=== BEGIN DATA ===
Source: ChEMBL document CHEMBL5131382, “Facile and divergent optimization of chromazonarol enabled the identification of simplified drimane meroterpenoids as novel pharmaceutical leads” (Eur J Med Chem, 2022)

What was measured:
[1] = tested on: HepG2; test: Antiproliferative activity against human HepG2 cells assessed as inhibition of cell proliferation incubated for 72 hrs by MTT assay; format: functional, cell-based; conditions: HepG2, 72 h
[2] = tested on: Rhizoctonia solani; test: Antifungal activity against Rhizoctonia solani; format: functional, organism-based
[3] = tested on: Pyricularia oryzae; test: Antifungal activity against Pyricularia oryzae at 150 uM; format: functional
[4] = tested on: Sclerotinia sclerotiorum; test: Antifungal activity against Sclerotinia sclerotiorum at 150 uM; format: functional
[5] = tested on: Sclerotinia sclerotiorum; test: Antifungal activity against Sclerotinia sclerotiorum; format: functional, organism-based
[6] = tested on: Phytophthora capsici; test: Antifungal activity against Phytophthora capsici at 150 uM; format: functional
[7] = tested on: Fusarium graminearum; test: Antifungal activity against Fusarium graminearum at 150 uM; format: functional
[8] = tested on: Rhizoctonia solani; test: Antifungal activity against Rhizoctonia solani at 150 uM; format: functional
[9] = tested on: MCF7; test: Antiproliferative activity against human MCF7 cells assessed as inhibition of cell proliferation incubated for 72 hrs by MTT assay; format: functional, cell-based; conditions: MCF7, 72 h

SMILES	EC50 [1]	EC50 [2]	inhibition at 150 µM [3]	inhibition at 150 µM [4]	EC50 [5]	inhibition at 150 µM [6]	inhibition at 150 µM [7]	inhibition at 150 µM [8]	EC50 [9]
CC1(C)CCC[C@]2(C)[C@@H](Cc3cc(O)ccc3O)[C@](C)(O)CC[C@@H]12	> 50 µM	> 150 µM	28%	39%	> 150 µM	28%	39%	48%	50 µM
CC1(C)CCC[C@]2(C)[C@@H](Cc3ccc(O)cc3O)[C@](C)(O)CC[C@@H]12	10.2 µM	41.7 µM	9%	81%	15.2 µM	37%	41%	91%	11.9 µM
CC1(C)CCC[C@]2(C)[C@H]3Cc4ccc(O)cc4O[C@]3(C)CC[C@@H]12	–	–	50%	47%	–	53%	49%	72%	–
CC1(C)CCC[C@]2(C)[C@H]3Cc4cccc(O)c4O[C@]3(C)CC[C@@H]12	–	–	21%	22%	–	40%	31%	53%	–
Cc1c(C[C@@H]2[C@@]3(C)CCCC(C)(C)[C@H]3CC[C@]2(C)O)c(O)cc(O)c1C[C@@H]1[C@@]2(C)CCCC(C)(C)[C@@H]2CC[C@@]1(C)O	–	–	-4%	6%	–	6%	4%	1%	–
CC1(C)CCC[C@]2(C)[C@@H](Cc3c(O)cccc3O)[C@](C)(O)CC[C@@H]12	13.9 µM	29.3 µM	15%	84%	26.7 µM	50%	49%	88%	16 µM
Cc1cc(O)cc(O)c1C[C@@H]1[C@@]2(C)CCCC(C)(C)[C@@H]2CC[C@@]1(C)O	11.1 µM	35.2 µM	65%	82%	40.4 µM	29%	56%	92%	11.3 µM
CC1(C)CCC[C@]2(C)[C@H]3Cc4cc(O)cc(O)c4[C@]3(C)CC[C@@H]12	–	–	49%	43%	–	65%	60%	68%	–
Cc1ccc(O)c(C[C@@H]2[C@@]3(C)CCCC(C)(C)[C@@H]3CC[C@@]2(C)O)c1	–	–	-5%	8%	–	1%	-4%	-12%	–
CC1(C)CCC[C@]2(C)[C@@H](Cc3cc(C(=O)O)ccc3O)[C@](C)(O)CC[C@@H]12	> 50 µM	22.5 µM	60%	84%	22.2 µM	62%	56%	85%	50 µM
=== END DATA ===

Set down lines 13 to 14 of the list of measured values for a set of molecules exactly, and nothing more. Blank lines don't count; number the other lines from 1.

CC1(C)CCC[C@]2(C)[C@@H](Cc3cc(O)ccc3O)[C@](C)(O)CC[C@@H]12	> 50 µM	> 150 µM	28%	39%	> 150 µM	28%	39%	48%	50 µM
CC1(C)CCC[C@]2(C)[C@@H](Cc3ccc(O)cc3O)[C@](C)(O)CC[C@@H]12	10.2 µM	41.7 µM	9%	81%	15.2 µM	37%	41%	91%	11.9 µM